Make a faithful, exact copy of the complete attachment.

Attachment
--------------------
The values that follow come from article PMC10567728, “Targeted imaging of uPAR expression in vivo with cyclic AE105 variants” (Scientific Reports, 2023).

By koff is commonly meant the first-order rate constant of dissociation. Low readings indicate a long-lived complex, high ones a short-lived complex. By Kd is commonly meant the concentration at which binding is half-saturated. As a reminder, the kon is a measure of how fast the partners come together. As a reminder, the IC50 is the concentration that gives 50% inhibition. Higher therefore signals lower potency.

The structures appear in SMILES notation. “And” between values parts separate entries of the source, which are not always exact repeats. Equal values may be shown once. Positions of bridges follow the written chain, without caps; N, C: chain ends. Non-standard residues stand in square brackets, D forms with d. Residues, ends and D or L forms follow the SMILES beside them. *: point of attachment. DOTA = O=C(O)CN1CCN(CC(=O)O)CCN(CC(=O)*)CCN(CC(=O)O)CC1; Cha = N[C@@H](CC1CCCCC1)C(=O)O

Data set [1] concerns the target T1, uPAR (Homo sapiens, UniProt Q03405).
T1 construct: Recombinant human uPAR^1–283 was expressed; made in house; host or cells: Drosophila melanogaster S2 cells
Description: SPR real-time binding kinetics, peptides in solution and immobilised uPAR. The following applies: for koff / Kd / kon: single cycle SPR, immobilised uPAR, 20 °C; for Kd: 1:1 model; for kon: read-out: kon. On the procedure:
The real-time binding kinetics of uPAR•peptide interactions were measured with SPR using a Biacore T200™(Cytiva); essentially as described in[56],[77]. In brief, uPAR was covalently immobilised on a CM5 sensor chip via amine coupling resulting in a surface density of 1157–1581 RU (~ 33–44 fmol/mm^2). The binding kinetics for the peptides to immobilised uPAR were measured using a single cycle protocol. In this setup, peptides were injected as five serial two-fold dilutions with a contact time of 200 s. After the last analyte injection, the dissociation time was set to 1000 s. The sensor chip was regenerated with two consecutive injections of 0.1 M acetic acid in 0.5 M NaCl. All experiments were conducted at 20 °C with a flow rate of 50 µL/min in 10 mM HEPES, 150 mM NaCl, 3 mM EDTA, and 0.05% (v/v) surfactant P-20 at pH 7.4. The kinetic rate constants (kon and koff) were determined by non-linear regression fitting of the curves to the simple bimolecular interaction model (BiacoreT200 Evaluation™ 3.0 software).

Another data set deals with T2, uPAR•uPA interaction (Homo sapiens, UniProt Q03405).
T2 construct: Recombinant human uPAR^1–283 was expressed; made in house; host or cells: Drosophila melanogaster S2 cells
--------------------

The values that follow come from article PMC10567728, “Targeted imaging of uPAR expression in vivo with cyclic AE105 variants” (Scientific Reports, 2023).

By koff is commonly meant the first-order rate constant of dissociation. Low readings indicate a long-lived complex, high ones a short-lived complex. By Kd is commonly meant the concentration at which binding is half-saturated. As a reminder, the kon is a measure of how fast the partners come together. As a reminder, the IC50 is the concentration that gives 50% inhibition. Higher therefore signals lower potency.

The structures appear in SMILES notation. “And” between values parts separate entries of the source, which are not always exact repeats. Equal values may be shown once. Positions of bridges follow the written chain, without caps; N, C: chain ends. Non-standard residues stand in square brackets, D forms with d. Residues, ends and D or L forms follow the SMILES beside them. *: point of attachment. DOTA = O=C(O)CN1CCN(CC(=O)O)CCN(CC(=O)*)CCN(CC(=O)O)CC1; Cha = N[C@@H](CC1CCCCC1)C(=O)O

Data set [1] concerns the target T1, uPAR (Homo sapiens, UniProt Q03405).
T1 construct: Recombinant human uPAR^1–283 was expressed; made in house; host or cells: Drosophila melanogaster S2 cells
Description: SPR real-time binding kinetics, peptides in solution and immobilised uPAR. The following applies: for koff / Kd / kon: single cycle SPR, immobilised uPAR, 20 °C; for Kd: 1:1 model; for kon: read-out: kon. On the procedure:
The real-time binding kinetics of uPAR•peptide interactions were measured with SPR using a Biacore T200™(Cytiva); essentially as described in[56],[77]. In brief, uPAR was covalently immobilised on a CM5 sensor chip via amine coupling resulting in a surface density of 1157–1581 RU (~ 33–44 fmol/mm^2). The binding kinetics for the peptides to immobilised uPAR were measured using a single cycle protocol. In this setup, peptides were injected as five serial two-fold dilutions with a contact time of 200 s. After the last analyte injection, the dissociation time was set to 1000 s. The sensor chip was regenerated with two consecutive injections of 0.1 M acetic acid in 0.5 M NaCl. All experiments were conducted at 20 °C with a flow rate of 50 µL/min in 10 mM HEPES, 150 mM NaCl, 3 mM EDTA, and 0.05% (v/v) surfactant P-20 at pH 7.4. The kinetic rate constants (kon and koff) were determined by non-linear regression fitting of the curves to the simple bimolecular interaction model (BiacoreT200 Evaluation™ 3.0 software).

Another data set deals with T2, uPAR•uPA interaction (Homo sapiens, UniProt Q03405).
T2 construct: Recombinant human uPAR^1–283 was expressed; made in house; host or cells: Drosophila melanogaster S2 cells